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Resource Date: 1842

Number: 9

Record Office: St John's College Library, Cambridge

Record Office Location Number: Folder 3 Doc 76


Letter to Clarkson from Walter Dendy, St James, Jamaica, 2 Aug 1842

Notes: The letter is a testimony of gratitude for Clarkson's efforts in the campaign to abolish slavery and shows the high regard in which he was held.

Letter to Clarkson from Walter Dendy, Jamaica (Testimony of gratitude)

Jamaica, August 2nd 1842 Respected and Honored Sir, At a meeting held at Salters Hill Baptist Chapel yesterday, I have been appointed to transmit to you the copy of a resolution which was proposed by the chairman of the meeting, J.L. Lewin Esq of Montego Bay, supported and responded to by the audience, with feelings seldom equalled on previous occasions. Allow me to assure you, that your successful efforts on behalf of the African race, when an advocacy to alleviate their sufferings, was unpopular and confined within a small circle, are cherished by their descendants in this Country, with affectionate warmth and delightful gratitude. Resolved "That in celebrating another anniversary of disfranchisement from British West India Slavery, our reflections are led back to the difficulties, trials and persecutions of those, whose glory it was, to bear the heat of the battle, in forming and founding an association, for the destruction of such laws, customs and practices, as bound down the soul and energies of man, to the will and caprice of his fellow creatures; and in the remembrance of these noble and virtuous characters, it is our happiness to record, that God in his mercy, has prolonged the life of one of the foremost of these, The Venerable Thomas Clarkson, to see the fruits of his labour. Fifty seven years ago, the heart of this honoured man, became the depository of the sacred truth, that "It was not right to make slaves of others against their will", and, from that period, to the latest moment of his unbounded zeal and efforts in the great cause of humanity, he has laboured to establish the principle upon which he based the whole structure of his valuable life. It now becomes our duty, and we feel it to be our privilege, enjoying as we do, the rights and liberties of free British subjects, to present this testimony of our gratitude to the only living forerunner and co-adjutor, who assisted in making and swelling the torrent which swept away the slave trade and slavery from out the dominions of the British Monarch; and in requesting our Pastor, the Rev Walter Dendy, to present this tribute of our esteem and veneration of the virtues of this benefactor and friend of the African race, he will also be pleased to convey to him, that we shall make it a religious duty to present our petitions at a throne of grace, that in his declining years he may be permitted to enjoy that peace and rest on earth, in foreknowledge of the peace and rest, in the eternity of his heavenly Father's Mansions." Permit me to acknowledge the high esteem and value of your services in the great work of humanity Believe me to be Respected and Honoured Sir Yours very Sincerely Walter Dendy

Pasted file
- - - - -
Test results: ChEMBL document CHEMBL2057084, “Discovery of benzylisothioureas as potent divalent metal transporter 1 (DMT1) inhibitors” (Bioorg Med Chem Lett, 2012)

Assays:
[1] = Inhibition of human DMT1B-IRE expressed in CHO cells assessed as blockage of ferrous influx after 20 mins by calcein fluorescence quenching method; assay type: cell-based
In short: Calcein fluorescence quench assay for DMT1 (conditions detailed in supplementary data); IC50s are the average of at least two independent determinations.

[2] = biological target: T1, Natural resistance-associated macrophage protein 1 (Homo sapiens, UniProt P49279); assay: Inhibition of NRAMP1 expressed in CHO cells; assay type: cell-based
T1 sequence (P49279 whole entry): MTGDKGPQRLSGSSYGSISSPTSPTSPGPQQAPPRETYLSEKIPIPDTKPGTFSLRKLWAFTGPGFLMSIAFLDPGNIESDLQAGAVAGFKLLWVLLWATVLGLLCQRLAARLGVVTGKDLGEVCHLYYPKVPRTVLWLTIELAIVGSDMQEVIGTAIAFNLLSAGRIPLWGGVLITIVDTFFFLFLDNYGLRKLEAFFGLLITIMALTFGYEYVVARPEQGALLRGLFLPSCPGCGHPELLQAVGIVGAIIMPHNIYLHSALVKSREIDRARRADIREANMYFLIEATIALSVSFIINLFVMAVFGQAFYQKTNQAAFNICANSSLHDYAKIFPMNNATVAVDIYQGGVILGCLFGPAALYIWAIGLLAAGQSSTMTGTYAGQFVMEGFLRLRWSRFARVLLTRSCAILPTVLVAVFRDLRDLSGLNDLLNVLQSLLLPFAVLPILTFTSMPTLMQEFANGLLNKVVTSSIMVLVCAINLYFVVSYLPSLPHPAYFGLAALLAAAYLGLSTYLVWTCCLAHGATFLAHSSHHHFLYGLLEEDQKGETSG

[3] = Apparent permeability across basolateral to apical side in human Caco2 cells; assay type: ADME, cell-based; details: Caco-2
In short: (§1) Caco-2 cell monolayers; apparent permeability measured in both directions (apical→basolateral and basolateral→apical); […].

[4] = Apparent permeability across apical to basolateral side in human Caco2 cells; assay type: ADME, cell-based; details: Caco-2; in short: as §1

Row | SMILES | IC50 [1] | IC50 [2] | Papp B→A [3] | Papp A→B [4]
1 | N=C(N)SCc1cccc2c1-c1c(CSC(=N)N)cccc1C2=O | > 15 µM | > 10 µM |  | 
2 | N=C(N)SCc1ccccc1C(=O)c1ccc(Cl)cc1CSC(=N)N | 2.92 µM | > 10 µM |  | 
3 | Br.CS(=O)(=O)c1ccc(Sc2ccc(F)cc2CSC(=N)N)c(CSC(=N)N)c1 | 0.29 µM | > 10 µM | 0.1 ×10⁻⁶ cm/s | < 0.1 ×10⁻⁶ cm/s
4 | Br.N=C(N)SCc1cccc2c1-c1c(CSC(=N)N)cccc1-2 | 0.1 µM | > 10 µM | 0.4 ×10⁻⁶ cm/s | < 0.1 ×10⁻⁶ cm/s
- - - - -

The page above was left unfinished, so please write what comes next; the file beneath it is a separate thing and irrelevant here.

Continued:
Source Files:
By Permission of the Master and Fellows of St John's College Cambridge
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Manuscript letter p1
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Manuscript letter p3
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